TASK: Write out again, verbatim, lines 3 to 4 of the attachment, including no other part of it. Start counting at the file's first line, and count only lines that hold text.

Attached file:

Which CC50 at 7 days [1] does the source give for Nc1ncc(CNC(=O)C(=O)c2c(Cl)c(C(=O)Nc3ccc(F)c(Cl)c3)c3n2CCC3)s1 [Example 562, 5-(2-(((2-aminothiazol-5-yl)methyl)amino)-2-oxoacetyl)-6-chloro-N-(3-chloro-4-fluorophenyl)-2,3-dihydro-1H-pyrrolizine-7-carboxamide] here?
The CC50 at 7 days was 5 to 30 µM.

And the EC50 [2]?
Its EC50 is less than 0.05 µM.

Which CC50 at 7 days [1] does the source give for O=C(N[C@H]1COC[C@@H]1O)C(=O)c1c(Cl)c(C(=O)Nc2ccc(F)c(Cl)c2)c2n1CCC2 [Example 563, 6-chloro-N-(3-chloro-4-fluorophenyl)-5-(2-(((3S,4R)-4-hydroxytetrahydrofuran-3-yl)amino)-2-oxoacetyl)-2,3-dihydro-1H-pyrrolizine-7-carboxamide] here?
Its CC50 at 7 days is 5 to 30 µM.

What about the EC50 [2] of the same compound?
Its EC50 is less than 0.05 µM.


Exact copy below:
And the EC50 [2]?
Its EC50 is less than 0.05 µM.